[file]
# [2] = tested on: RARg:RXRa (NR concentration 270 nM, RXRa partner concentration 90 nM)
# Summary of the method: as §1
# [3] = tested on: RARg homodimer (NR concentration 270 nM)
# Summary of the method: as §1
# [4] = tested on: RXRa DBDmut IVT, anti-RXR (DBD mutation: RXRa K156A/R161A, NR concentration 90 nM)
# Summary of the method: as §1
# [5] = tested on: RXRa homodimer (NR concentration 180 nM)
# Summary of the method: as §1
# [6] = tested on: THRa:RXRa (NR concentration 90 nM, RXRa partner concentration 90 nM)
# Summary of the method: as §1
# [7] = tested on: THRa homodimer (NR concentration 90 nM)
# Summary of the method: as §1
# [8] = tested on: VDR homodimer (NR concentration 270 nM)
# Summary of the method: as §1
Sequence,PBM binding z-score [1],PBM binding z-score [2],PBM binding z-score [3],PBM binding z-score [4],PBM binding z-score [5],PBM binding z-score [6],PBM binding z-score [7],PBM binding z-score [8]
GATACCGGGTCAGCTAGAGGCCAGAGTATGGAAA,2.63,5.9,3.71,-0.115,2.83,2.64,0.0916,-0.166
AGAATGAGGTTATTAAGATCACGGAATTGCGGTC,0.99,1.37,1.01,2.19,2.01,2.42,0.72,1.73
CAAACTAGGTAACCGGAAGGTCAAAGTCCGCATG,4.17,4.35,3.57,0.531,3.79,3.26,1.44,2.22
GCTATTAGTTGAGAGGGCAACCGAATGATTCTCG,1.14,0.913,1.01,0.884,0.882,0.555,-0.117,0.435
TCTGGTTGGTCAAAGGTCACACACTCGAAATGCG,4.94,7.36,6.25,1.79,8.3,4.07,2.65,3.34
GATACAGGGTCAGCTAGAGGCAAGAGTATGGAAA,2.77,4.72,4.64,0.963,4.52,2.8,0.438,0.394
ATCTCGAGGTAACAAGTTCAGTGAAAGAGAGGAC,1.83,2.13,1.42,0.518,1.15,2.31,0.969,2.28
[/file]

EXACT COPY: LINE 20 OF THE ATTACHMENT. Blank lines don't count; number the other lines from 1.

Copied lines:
TCTGGTTGGTCAAAGGTCACACACTCGAAATGCG,4.94,7.36,6.25,1.79,8.3,4.07,2.65,3.34